Protect Your Home.
Even before the massive losses caused by Hurricanes Katrina and Rita, insurers were scaling back policies to make it harder for homeowners to receive payouts that would cover their true rebuild costs in the event of a total home loss.
Suze suggests determining how much it would cost to rebuild your entire home. Your homeowner’s policy should cover that amount in order to fully protect your home.
This is a cute way of saying adjustable rate mortgages are going to hurt many people as interest rates on mortgages rise.
If you have an ARM or interest-only mortgage and plan to stay in your home for a while, make it your primary financial priority to convert to a fixed-rate mortgage. If you plan to move in the near future, consider a hybrid mortgage with a fixed rate that mirrors how long you’ll stay.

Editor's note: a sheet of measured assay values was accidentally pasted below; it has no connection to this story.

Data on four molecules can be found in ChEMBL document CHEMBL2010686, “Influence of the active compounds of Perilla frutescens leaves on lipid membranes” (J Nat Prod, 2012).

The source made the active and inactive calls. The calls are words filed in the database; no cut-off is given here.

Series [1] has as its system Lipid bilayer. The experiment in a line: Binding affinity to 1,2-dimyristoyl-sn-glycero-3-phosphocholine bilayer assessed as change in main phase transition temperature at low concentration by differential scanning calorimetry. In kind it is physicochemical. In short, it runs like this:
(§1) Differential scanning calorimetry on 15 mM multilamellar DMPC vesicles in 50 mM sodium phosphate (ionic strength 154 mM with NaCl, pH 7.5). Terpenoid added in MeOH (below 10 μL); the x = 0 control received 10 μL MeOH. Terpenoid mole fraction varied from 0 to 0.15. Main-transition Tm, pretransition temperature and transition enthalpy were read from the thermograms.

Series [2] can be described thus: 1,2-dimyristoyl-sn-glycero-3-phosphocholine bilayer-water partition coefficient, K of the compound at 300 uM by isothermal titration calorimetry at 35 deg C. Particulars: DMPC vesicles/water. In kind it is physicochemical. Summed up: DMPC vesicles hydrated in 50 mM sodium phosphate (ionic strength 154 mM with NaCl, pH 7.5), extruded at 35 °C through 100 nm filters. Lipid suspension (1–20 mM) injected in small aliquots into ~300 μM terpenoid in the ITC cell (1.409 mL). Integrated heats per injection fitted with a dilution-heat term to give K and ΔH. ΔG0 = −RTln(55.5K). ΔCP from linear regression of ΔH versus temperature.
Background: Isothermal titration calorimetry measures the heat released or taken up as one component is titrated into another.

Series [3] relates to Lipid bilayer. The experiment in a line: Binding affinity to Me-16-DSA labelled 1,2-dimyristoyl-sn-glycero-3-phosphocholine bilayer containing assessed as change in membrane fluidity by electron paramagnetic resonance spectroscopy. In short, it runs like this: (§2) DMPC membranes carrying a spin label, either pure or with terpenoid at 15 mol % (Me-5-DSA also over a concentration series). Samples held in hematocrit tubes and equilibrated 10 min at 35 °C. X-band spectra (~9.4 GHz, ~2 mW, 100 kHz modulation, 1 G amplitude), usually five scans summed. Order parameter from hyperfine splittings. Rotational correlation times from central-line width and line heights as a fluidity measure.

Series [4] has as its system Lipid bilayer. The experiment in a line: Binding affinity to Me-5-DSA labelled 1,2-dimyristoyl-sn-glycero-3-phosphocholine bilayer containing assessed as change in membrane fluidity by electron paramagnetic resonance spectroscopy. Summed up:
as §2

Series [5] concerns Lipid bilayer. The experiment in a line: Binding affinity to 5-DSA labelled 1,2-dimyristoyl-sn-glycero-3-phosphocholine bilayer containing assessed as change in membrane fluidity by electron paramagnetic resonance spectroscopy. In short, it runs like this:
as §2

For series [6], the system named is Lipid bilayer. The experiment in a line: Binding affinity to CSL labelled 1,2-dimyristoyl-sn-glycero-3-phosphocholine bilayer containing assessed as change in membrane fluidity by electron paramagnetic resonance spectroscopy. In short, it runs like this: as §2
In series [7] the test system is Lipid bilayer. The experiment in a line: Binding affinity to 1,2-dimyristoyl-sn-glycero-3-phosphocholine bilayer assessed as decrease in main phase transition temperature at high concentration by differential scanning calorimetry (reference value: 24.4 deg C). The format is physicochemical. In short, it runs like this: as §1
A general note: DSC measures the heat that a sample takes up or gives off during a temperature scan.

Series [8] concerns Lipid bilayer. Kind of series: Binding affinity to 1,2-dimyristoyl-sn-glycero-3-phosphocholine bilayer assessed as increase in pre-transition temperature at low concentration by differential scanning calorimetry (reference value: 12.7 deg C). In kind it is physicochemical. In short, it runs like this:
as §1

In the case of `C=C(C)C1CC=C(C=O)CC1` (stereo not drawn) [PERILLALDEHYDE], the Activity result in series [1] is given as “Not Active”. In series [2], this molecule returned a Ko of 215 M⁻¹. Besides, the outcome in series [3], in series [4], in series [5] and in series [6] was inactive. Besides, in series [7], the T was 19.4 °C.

Dump ‘Universal Default’ Credit Cards.
I wrote about this phenomenon last month. If you miss a payment or are otherwise a bad debtor, it could affect more than just the lender in question. If you pay late a few times on your Visa, your MasterCard, even if it’s offered by an unrelated bank, can raise your rates in response. The best solution is to pay off your balance every month. Suze says:
A car payment that’s a day late can be enough to jack up a zero-percent intro rate to 15 percent, 20 percent, or more. In some cases, the default policy can even be triggered by an application for a new credit card or mortgage.
Updated February 7, 2012 and originally published December 19, 2005. If you enjoyed this article, subscribe to the RSS feed or receive daily emails. Follow @ConsumerismComm on Twitter and visit our Facebook page for more updates.